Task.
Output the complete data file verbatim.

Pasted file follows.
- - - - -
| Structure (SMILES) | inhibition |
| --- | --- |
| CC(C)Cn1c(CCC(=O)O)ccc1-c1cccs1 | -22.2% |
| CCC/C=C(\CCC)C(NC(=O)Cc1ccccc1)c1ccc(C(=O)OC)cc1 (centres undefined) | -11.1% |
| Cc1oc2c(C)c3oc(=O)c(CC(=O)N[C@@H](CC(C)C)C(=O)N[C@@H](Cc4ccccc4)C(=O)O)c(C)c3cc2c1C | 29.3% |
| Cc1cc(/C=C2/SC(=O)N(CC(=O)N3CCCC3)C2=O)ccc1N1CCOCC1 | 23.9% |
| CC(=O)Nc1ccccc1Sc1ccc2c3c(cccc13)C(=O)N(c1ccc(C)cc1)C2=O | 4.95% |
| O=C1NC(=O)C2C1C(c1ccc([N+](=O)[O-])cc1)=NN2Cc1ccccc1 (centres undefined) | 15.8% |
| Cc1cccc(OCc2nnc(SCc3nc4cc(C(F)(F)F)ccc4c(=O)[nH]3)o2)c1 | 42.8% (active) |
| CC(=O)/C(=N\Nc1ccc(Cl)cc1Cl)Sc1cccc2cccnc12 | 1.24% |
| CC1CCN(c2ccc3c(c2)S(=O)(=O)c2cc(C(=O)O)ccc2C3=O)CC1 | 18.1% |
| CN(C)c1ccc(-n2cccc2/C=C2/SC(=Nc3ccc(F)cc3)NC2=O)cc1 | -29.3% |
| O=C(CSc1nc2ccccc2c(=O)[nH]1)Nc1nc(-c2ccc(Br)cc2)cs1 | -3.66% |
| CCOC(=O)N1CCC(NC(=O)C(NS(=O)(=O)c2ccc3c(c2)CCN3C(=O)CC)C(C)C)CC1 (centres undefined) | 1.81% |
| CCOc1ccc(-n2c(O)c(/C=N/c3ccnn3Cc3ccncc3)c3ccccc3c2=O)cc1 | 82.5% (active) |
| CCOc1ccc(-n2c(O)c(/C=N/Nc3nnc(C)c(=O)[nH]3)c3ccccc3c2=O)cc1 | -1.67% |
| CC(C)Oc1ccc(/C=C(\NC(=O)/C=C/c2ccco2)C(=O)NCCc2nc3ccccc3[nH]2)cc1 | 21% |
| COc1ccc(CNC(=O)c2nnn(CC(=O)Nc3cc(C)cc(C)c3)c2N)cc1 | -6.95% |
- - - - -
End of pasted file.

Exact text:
| Structure (SMILES) | inhibition |
| --- | --- |
| CC(C)Cn1c(CCC(=O)O)ccc1-c1cccs1 | -22.2% |
| CCC/C=C(\CCC)C(NC(=O)Cc1ccccc1)c1ccc(C(=O)OC)cc1 (centres undefined) | -11.1% |
| Cc1oc2c(C)c3oc(=O)c(CC(=O)N[C@@H](CC(C)C)C(=O)N[C@@H](Cc4ccccc4)C(=O)O)c(C)c3cc2c1C | 29.3% |
| Cc1cc(/C=C2/SC(=O)N(CC(=O)N3CCCC3)C2=O)ccc1N1CCOCC1 | 23.9% |
| CC(=O)Nc1ccccc1Sc1ccc2c3c(cccc13)C(=O)N(c1ccc(C)cc1)C2=O | 4.95% |
| O=C1NC(=O)C2C1C(c1ccc([N+](=O)[O-])cc1)=NN2Cc1ccccc1 (centres undefined) | 15.8% |
| Cc1cccc(OCc2nnc(SCc3nc4cc(C(F)(F)F)ccc4c(=O)[nH]3)o2)c1 | 42.8% (active) |
| CC(=O)/C(=N\Nc1ccc(Cl)cc1Cl)Sc1cccc2cccnc12 | 1.24% |
| CC1CCN(c2ccc3c(c2)S(=O)(=O)c2cc(C(=O)O)ccc2C3=O)CC1 | 18.1% |
| CN(C)c1ccc(-n2cccc2/C=C2/SC(=Nc3ccc(F)cc3)NC2=O)cc1 | -29.3% |
| O=C(CSc1nc2ccccc2c(=O)[nH]1)Nc1nc(-c2ccc(Br)cc2)cs1 | -3.66% |
| CCOC(=O)N1CCC(NC(=O)C(NS(=O)(=O)c2ccc3c(c2)CCN3C(=O)CC)C(C)C)CC1 (centres undefined) | 1.81% |
| CCOc1ccc(-n2c(O)c(/C=N/c3ccnn3Cc3ccncc3)c3ccccc3c2=O)cc1 | 82.5% (active) |
| CCOc1ccc(-n2c(O)c(/C=N/Nc3nnc(C)c(=O)[nH]3)c3ccccc3c2=O)cc1 | -1.67% |
| CC(C)Oc1ccc(/C=C(\NC(=O)/C=C/c2ccco2)C(=O)NCCc2nc3ccccc3[nH]2)cc1 | 21% |
| COc1ccc(CNC(=O)c2nnn(CC(=O)Nc3cc(C)cc(C)c3)c2N)cc1 | -6.95% |